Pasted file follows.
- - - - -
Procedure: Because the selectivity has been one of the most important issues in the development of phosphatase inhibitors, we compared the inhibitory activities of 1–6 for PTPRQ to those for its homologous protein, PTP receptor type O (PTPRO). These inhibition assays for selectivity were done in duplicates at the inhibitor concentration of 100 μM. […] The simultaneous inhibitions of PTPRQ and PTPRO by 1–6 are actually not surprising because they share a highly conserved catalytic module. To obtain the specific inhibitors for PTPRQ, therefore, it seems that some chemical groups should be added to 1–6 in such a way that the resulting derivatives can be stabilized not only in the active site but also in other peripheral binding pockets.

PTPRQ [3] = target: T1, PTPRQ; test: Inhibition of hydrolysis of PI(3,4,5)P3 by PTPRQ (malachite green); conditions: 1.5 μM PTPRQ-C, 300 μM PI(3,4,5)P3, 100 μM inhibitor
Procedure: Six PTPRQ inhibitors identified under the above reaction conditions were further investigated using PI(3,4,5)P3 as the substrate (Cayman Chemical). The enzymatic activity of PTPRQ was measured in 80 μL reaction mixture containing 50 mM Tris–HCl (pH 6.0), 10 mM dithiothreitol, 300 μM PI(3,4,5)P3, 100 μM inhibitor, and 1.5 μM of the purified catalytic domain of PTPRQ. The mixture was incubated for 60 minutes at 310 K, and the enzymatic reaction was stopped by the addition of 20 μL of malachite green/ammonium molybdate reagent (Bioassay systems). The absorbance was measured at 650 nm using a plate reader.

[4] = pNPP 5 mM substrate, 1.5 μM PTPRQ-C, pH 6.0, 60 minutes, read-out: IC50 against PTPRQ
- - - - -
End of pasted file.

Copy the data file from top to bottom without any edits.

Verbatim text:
Procedure: Because the selectivity has been one of the most important issues in the development of phosphatase inhibitors, we compared the inhibitory activities of 1–6 for PTPRQ to those for its homologous protein, PTP receptor type O (PTPRO). These inhibition assays for selectivity were done in duplicates at the inhibitor concentration of 100 μM. […] The simultaneous inhibitions of PTPRQ and PTPRO by 1–6 are actually not surprising because they share a highly conserved catalytic module. To obtain the specific inhibitors for PTPRQ, therefore, it seems that some chemical groups should be added to 1–6 in such a way that the resulting derivatives can be stabilized not only in the active site but also in other peripheral binding pockets.

PTPRQ [3] = target: T1, PTPRQ; test: Inhibition of hydrolysis of PI(3,4,5)P3 by PTPRQ (malachite green); conditions: 1.5 μM PTPRQ-C, 300 μM PI(3,4,5)P3, 100 μM inhibitor
Procedure: Six PTPRQ inhibitors identified under the above reaction conditions were further investigated using PI(3,4,5)P3 as the substrate (Cayman Chemical). The enzymatic activity of PTPRQ was measured in 80 μL reaction mixture containing 50 mM Tris–HCl (pH 6.0), 10 mM dithiothreitol, 300 μM PI(3,4,5)P3, 100 μM inhibitor, and 1.5 μM of the purified catalytic domain of PTPRQ. The mixture was incubated for 60 minutes at 310 K, and the enzymatic reaction was stopped by the addition of 20 μL of malachite green/ammonium molybdate reagent (Bioassay systems). The absorbance was measured at 650 nm using a plate reader.

[4] = pNPP 5 mM substrate, 1.5 μM PTPRQ-C, pH 6.0, 60 minutes, read-out: IC50 against PTPRQ